Engaged to a non-Catholic


#1

I just recently got engaged to a non-Catholic (Protestant) and we have come to an obstacle as to where we are going to get married. My family assumed it would be in a Catholic Church…however, we had decided that we wanted to marry in a non-Catholic church before we were engaged. Now, I’m being torn apart with my family. I was raised Catholic and my family are devout Catholics. What do I do? He doesn’t want to marry in the Catholic church because I would have to agree that our children would be raised Catholic and he doesnt’ want that. We both want a family that believes the same things and practices Christianity together. I know that there is a solution…any advice or thoughts?? Thank you


#2

[quote=beachieca]I just recently got engaged to a non-Catholic (Protestant) and we have come to an obstacle as to where we are going to get married. My family assumed it would be in a Catholic Church…however, we had decided that we wanted to marry in a non-Catholic church before we were engaged. Now, I’m being torn apart with my family. I was raised Catholic and my family are devout Catholics. What do I do? He doesn’t want to marry in the Catholic church because I would have to agree that our children would be raised Catholic and he doesnt’ want that. We both want a family that believes the same things and practices Christianity together. I know that there is a solution…any advice or thoughts?? Thank you
[/quote]

If you truly believed that as a Catholic you were following the whole truth, why would you be willing to compromise that for anyone? Jesus didn’t say it would be easy, just that it would be worth it.


#3

I would be willing to compromise because I am not sure about the Catholic faith anymore. My fiance has pointed out things that when he explains it makes perfect sense to me. To me, Christianity and Catholicism DO have their differences, but not so much that it should keep me from marrying someone I love. I don’t feel like I would be turning my back on God or that I would be missing out on anything. I know that that may sound wrong, but it’s how I feel. I know that the Catholic Church now recognizes Protestant marriages as valid or “real” marriages. I just wouldn’t be able to re-marry in the Catholic Church. For any future children, I would want them to have a strong background, belief and morals in Jesus Christ, know that he died for our sins, and obey the ten commandments. Of course, that isn’t all it entails, but for a beginning. It doesn’t say anywhere in the Bible that not being a Catholic is reason to not get into heaven. Christians are saved just as Catholics are, correct?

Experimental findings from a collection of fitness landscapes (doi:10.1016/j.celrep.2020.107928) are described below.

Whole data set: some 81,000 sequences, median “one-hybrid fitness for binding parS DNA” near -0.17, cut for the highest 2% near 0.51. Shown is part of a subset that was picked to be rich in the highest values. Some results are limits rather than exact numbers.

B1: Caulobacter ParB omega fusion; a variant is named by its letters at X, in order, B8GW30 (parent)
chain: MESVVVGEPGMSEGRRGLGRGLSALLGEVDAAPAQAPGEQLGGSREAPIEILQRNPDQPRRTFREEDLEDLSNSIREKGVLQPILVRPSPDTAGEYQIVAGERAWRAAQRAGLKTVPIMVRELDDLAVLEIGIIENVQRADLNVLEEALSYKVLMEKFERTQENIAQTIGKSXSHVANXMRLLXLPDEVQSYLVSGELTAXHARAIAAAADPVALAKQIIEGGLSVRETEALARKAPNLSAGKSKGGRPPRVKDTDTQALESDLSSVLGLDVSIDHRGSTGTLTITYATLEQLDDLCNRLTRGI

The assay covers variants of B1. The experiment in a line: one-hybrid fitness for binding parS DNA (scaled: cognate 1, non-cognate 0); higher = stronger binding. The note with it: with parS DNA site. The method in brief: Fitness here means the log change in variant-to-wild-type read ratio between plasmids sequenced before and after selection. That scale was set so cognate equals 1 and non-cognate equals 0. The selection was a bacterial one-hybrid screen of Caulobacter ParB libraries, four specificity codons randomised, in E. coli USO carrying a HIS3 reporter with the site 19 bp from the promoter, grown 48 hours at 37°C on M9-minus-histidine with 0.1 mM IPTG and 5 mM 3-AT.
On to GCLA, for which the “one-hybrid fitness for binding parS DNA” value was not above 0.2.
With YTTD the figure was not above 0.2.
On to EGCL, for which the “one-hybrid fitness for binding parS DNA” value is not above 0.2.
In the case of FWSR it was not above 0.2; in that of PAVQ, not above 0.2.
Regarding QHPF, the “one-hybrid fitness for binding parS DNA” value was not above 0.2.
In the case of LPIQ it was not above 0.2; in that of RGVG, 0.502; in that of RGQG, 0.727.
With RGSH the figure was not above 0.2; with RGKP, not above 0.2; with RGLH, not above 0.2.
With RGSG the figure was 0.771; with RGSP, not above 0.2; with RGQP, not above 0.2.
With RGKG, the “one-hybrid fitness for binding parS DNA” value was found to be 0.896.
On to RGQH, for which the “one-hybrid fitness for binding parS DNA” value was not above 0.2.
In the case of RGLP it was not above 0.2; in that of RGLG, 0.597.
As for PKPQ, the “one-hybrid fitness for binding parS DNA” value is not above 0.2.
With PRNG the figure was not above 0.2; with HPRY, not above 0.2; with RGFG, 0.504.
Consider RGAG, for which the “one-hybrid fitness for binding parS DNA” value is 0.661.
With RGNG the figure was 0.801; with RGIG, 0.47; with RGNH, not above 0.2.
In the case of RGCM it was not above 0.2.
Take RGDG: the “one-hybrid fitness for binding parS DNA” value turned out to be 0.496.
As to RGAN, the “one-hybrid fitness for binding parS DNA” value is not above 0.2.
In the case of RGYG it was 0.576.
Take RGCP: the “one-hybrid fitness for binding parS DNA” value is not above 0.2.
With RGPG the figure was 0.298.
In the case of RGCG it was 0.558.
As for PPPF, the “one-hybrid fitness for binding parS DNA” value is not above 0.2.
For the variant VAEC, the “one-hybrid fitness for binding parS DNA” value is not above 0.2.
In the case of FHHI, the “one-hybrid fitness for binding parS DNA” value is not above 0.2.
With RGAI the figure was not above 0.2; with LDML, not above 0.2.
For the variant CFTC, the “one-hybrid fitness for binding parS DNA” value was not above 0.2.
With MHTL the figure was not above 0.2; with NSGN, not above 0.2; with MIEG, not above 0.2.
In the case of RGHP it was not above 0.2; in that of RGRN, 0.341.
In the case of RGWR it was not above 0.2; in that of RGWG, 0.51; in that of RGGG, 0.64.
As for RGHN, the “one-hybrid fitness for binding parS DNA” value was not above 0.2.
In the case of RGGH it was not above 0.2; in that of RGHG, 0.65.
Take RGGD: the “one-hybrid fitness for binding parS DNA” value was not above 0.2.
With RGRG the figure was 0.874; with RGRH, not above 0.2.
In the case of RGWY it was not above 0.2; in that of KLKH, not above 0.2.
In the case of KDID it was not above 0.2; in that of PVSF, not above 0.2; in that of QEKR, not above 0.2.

#4

Hmm. Your last post tells more about you than you are probably aware of… I’m guessing you didn’t learn a lot about the Catholic faith when you were young? It’s just that you seem to have a lot of misconceptions about very general things.


#5

You mentioned that your parents are devout Catholics…and you? How important to you is your faith? You don’t have to answer these, they’re rhetorical, just something to think about.

I was the non-Catholic that my husband married and, trust me, if your faith is important to you at all, you do not want to circumvent it by marrying without the Church’s blessing. That’s what we did because I, at the time, couldn’t see the point of worrying what the Catholic church thought about our getting married. He gave in to me. We have had years of trying to get all the mess we created, straightened out.

Now in our case, I eventually converted but that may never be the case in your marriage. You guys need to sit down and really be honest about what is important to each of you religion wise. It may all be easy to overlook right now without children but believe me, when you do finally have children, that’s when the fireworks will begin. Also, just so you’ll know, it’s your job as a Catholic to raise your children Catholic regardless of where you “tie the knot.” Your husband, however, would not be required to “pledge” to do so.

My advice…if your fiance is willing…go discuss this with a priest before you make final decisions. At least that way you will both know your options. I wish with all my heart that I had done that. You can try selling this to your fiance as “it doesn’t hurt to listen.” If he cares about you at all, he will at least be willing to see how this will affect you and your beliefs.

My prayers are with you both. What you are taking on is a really big deal and will definitely have an impact on your future marriage.

Lisa


#6

When we care deeply for another person we become very vulnerable. Your fiance is causing you to doubt your faith and that is very sad. Satan works in strange ways. I will pray for you.


#7